from Wiktionary, Creative Commons Attribution/Share-Alike License

  • adj. Of or relating to skilled knowledge workers, traditionally classified as white-collar, but essential to a business.
  • adj. Of or relating to young, low-wage workers who invest in conspicuous luxury.


from Wiktionary, Creative Commons Attribution/Share-Alike License

Compare blue-collar, white-collar, and see gold ("precious metal").


  • Within the working class, Synovate found 61% were blue collar - but they predict that as the service industry grows and college gets pricier in celebrity-obsessed America, the gold-collar group will flourish.


  • Toward the end of the 1990s, as elite knowledge workers became scarce or mobile enough to strike good deals for themselves, they caused all sorts of corporate complaining about the pampering of coders who acted like teenagers and the rise of a bratty class of "gold-collar workers".

    Eurozine articles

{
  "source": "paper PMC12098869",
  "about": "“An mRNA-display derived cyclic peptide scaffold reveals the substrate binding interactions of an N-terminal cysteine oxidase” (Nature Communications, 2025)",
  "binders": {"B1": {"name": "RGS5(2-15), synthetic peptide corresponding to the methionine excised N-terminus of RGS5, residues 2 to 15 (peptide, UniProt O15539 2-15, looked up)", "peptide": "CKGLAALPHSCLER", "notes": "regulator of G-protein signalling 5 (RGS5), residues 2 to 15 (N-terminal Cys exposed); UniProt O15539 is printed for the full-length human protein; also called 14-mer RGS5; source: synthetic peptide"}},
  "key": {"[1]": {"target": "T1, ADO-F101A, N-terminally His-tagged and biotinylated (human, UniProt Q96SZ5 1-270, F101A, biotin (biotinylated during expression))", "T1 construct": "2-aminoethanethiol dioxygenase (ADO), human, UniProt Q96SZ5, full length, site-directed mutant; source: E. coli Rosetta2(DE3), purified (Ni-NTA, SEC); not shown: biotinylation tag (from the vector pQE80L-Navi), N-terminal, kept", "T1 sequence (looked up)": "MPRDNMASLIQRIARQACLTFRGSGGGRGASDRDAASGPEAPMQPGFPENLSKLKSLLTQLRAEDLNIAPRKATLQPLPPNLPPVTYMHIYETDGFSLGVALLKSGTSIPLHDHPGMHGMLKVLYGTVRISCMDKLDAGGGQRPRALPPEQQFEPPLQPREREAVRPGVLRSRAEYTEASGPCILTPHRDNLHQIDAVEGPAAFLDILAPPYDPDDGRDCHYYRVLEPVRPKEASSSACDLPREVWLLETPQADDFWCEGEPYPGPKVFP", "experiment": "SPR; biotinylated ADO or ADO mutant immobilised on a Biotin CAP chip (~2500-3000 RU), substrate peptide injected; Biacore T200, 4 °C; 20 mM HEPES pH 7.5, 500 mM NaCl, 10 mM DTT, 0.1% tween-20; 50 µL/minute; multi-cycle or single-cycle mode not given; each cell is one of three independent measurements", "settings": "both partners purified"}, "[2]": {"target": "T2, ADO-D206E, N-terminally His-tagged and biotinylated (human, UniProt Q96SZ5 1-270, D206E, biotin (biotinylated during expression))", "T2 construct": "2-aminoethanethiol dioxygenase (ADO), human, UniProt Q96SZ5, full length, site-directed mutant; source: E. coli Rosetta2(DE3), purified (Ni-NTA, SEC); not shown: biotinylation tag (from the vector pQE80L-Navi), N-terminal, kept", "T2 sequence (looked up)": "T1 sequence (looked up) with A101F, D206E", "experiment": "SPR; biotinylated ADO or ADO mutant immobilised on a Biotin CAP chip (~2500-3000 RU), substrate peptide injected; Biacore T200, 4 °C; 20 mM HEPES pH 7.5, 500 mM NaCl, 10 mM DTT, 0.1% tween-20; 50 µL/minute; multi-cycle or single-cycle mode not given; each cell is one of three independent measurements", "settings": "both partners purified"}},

• Mostly they're gold-collar workers who want to add some diamonds to the mix.

    US Market Commentary from Seeking Alpha

  • Talks about new concept of gold-collar workers: people who are critical to a company or organization who aren't office workers or skilled manual laborers - people who have interactions with technology to move things along or report status, but it isn't necessarily the key part of their job.

    Wi-Fi Networking News

  • The latest addition to this list of "chromatic" collar terms is gold-collar, a word too new to be included in even the most recently published dictionary.

    VERBATIM: The Language Quarterly Vol XII No 3


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